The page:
2010/12/7 Віталій Тимчишин <tivv00(at)gmail(dot)com>:
> 2010/12/7 Robert Haas <robertmhaas(at)gmail(dot)com>
>> On Tue, Dec 7, 2010 at 1:08 PM, Ivan Voras <ivoras(at)freebsd(dot)org> wrote:
>> > I'm not very familiar with PostgreSQL code but if we're
>> > brainstorming... if you're only trying to protect against a small
>> > number of expensive operations (like DROP, etc.) that don't really
>> > happen often, wouldn't an atomic reference counter be good enough for
>> > the purpose (e.g. the expensive operations would spin-wait until the
>> > counter is 0)?
>> No, because (1) busy-waiting is only suitable for locks that will only
>> be held for a short time, and an AccessShareLock on a table might be
>> held while we read 10GB of data in from disk, and (2) that wouldn't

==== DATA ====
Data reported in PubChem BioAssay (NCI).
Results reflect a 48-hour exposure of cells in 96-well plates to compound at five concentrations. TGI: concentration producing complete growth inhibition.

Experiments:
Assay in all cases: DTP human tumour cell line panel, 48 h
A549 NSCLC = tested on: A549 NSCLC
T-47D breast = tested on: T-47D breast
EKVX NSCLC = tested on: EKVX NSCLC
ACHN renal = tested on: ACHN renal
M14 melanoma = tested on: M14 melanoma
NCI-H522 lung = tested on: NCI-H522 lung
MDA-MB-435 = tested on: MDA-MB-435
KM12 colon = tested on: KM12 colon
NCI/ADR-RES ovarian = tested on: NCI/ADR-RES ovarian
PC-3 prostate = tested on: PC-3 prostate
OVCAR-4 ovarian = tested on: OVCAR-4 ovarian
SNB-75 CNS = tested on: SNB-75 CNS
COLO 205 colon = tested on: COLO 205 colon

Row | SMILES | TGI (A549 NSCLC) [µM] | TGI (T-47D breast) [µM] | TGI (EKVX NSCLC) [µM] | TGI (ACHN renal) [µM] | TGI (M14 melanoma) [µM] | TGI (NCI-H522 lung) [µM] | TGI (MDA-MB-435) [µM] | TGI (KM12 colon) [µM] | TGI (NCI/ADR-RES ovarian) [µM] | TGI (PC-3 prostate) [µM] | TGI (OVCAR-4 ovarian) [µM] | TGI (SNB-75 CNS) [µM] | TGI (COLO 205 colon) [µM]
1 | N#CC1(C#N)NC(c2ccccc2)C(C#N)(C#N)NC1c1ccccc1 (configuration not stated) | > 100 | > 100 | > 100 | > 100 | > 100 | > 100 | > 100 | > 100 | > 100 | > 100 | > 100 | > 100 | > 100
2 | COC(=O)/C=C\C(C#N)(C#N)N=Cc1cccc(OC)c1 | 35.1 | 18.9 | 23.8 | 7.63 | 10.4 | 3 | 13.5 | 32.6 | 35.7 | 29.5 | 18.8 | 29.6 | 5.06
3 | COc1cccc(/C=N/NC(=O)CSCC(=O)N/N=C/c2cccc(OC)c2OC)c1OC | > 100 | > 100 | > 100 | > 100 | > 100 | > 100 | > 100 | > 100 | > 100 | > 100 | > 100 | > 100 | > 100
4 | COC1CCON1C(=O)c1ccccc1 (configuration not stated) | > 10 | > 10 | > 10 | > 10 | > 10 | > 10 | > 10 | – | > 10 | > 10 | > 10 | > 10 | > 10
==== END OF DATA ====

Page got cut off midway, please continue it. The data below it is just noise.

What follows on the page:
>> allow for deadlock detection.
> What can be done, is that number of locks can be increased - one could use
> spin locks for hash table manipulations, e.g. a lock preventing rehashing
> (number of baskets being changed) and a lock for required basket.
> In this case only small range of code can be protected by partition lock.
> As for me, this will make locking process more cpu-intensive (more locks
> will be acquired/freed during the exection), but will decrease contention
> (since all but one lock can be spin locks working on atomic counters, hash
> searches can be done in parallel), won't it?
For what it's worth, this is pretty much the opposite of what I had in
mind. I proposed atomic reference counters (as others pointed, this
probably won't work) as poor-man's shared-exclusive locks, so that
most operations would not have to contend on them.
In response to
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